The fighting in both Basra and Baghdad is part of a campaign by al-Maliki, a Shiite, to break the power of Shiite militias, especially al-Sadr's Mahdi Army, and improve security in southern Iraq before provincial elections this fall.

Al-Sadr's followers believe the campaign is aimed at weakening their movement to prevent it from winning provincial council seats at the expense of Shiite parties that work with the United States in the national government.

Tensions between the Sadrists and other Shiite parties have been rising for months before the Basra crackdown and escalated after parliament last month approved a new law governing the provincial elections.

Clashes also broke out near Nasiriyah, a Shiite city about 200 miles southeast of Baghdad, leaving at least 22 people dead, police said. A curfew was clamped on the town of Suq al-Shiyoukh, where the fighting broke out between police and al-Sadr's followers.

Meanwhile, the U.S. military said an American soldier was killed by a roadside bomb while on patrol in Salahuddin province. The military did not release the soldier's name, pending notification of family.

The military also said Saturday that an Army Special Forces soldier was killed by a burst of small-arms fire while trying to capture an al-Qaida leader in an Iraqi town.

Staff Sgt. Jason L. Brown, 29, was killed early Thursday during a combat operation in Sama Village, the U.S. Army Special Operations Command said in a statement.

At least 4,039 members of the U.S. military have now died since the war started in March 2003, according to an Associated Press count.

http://www.huffingtonpost.com/2008/04/19/antius-cleric-alsadr-thre_n_97571.html

Ultra Peanut
04-20-2008, 04:09 AM
Oh. Awesome.

banyon
04-20-2008, 10:10 AM
shhhhh...bad news isn't allowed or you'll be branded a non-pin-wearing traitor.

patteeu
04-20-2008, 12:10 PM
If al Sadr isn't willing to join the Iraqi government and work out a political settlement, then his influence will have to be dealt with by force. The sooner the better, IMO. His previous rebellions haven't been very successful. I don't see any reason to believe he'd be any more so this time around.

mlyonsd
04-20-2008, 12:22 PM
I'd be interested to know what the common Shiite on the street feels about Sadr. This could a defining moment in Iraqi history. Good or bad.

BigOlChiefsfan
04-24-2008, 12:31 PM
http://www.longwarjournal.org/archives/2008/04/ultimatum_issued_to.php

http://www.washingtonpost.com/wp-dyn/content/article/2008/04/23/AR2008042303431.html?hpid=sec-world

http://afp.google.com/article/ALeqM5iTPjGlZ3pSU46p3uNCtevkNCbAcA

http://eurekareporter.com/article/080422-al-sadr-family-cuts-ties-with-rogue-son

StcChief
04-24-2008, 12:54 PM
If al Sadr isn't willing to join the Iraqi government and work out a political settlement, then his influence will have to be dealt with by force. The sooner the better, IMO. His previous rebellions haven't been very successful. I don't see any reason to believe he'd be any more so this time around.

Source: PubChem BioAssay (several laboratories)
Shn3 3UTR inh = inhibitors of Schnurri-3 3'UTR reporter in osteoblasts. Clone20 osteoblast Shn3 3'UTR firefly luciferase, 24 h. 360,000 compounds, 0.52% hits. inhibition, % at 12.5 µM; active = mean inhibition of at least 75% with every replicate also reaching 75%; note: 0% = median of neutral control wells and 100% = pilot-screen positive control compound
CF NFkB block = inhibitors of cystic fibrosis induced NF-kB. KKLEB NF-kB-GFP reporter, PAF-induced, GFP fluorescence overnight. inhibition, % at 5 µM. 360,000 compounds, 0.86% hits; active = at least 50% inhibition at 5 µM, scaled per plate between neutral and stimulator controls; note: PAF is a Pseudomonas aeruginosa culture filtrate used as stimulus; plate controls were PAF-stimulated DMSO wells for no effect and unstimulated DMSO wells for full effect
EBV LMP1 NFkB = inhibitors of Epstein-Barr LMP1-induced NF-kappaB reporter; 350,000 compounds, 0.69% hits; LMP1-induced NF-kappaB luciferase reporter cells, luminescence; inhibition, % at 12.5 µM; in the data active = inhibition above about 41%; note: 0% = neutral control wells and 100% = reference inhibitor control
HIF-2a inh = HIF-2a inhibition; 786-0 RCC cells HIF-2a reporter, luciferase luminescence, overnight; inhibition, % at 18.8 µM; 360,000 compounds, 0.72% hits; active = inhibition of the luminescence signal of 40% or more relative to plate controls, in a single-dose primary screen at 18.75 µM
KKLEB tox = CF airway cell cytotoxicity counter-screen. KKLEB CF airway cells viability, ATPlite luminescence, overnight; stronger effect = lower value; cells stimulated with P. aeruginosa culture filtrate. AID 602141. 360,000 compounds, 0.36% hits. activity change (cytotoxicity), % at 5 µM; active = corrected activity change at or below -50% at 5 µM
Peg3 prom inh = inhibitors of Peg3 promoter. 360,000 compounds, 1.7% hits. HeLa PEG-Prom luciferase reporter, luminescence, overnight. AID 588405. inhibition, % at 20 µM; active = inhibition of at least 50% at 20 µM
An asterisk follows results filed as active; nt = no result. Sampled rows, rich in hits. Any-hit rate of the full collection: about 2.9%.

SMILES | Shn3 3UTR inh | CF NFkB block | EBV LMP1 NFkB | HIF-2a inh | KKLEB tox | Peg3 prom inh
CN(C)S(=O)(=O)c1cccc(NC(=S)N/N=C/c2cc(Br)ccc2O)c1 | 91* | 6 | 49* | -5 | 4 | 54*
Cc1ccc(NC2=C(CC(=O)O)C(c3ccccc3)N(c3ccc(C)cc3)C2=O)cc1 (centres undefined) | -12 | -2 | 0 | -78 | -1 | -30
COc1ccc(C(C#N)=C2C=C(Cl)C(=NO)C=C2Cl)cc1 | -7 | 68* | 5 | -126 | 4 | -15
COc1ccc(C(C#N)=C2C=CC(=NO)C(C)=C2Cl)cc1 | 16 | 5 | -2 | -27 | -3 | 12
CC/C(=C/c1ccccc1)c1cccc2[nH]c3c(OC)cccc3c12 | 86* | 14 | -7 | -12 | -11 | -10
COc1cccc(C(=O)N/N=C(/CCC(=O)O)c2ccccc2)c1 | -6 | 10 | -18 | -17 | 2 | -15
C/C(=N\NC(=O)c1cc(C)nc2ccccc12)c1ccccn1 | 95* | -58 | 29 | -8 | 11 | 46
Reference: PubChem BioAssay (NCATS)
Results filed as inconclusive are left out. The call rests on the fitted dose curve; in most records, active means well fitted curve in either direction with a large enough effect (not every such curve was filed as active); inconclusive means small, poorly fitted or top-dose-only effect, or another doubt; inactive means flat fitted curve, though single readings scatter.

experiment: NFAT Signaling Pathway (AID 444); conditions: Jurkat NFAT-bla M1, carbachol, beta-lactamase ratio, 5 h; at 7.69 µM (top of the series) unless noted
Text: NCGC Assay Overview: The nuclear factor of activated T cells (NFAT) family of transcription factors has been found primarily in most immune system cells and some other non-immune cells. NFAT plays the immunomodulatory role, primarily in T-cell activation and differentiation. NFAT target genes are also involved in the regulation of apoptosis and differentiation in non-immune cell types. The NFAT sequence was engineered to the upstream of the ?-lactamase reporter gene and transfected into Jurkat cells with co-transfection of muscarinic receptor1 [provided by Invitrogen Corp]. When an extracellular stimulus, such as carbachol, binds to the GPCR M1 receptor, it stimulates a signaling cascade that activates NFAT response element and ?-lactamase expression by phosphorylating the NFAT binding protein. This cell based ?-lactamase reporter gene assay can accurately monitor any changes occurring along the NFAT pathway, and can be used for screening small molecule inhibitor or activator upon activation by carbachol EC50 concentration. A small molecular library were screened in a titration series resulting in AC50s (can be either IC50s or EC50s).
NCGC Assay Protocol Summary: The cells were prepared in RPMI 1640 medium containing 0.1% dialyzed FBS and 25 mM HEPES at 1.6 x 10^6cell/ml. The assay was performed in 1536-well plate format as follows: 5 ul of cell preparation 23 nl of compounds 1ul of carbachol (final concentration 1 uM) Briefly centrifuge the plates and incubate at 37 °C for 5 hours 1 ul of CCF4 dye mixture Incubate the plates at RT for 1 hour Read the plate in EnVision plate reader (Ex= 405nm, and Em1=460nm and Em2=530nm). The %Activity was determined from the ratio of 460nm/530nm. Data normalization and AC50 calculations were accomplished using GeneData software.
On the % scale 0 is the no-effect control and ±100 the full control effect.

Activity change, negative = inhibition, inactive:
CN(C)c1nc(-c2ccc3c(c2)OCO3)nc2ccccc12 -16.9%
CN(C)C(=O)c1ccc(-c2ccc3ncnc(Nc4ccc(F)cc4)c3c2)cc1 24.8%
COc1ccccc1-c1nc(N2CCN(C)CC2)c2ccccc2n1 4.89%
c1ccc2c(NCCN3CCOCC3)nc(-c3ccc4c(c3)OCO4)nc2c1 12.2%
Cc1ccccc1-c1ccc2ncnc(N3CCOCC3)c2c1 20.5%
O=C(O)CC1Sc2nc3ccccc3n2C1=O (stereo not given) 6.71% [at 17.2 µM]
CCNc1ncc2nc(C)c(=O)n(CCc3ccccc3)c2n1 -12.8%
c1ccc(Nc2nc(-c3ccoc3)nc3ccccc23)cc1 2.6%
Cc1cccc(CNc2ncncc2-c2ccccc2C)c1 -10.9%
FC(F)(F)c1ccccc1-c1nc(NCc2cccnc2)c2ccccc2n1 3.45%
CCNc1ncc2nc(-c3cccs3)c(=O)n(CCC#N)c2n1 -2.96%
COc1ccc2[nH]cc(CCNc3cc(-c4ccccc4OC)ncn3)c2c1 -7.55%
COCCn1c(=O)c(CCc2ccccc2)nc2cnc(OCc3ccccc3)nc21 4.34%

crush him like the bug he is.

Frazod
04-24-2008, 01:26 PM
Why has no one put a bullet between his beady little rat eyes yet?

Radar Chief
04-24-2008, 01:33 PM
Why has no one put a bullet between his beady little rat eyes yet?

Because he’ll dress like a chick and leave a brown stain all the way to Iran as soon as he’s confronted.

HC_Chief
04-24-2008, 01:34 PM
Why has no one put a bullet between his beady little rat eyes yet?

He hasn't come to the end of his usefulness... yet.

jettio
04-24-2008, 02:11 PM
One thing for sure is that B*sh, Congress and the press are not fully explaining the situation in Iraq to the American public.

Nobody here knows anything about who is who over there doing what and yet we are still asked to send our military support and money over there.

B*sh, Congress and the press are not even trying to explain this situation to us and that is a big problem.

In my opinion, Obama would be the only one of the candidates that would bother trying to explain the situation over there if given the responsibility to decide what our goals and objectives there ought to be.

McCain would not say anything about the full situation, he will just say no surrender, things are going great.

Hillary would say that the generals who have endorsed her candidacy have convinced her to do something different than what she said he would do and say that it is too complicated to explain but to trust her.

Obama would be the only one who would consider describing the situation so that people would know the basis for his decisions.

patteeu
04-24-2008, 02:36 PM
One thing for sure is that B*sh, Congress and the press are not fully explaining the situation in Iraq to the American public.

Nobody here knows anything about who is who over there doing what and yet we are still asked to send our military support and money over there.

B*sh, Congress and the press are not even trying to explain this situation to us and that is a big problem.

In my opinion, Obama would be the only one of the candidates that would bother trying to explain the situation over there if given the responsibility to decide what our goals and objectives there ought to be.

McCain would not say anything about the full situation, he will just say no surrender, things are going great.

Hillary would say that the generals who have endorsed her candidacy have convinced her to do something different than what she said he would do and say that it is too complicated to explain but to trust her.

Obama would be the only one who would consider describing the situation so that people would know the basis for his decisions.

I think your faith is misplaced. Obama has shown time and again that he's not really any different than the other politicians.

jettio
04-24-2008, 02:42 PM
I think your faith is misplaced. Obama has shown time and again that he's not really any different than the other politicians.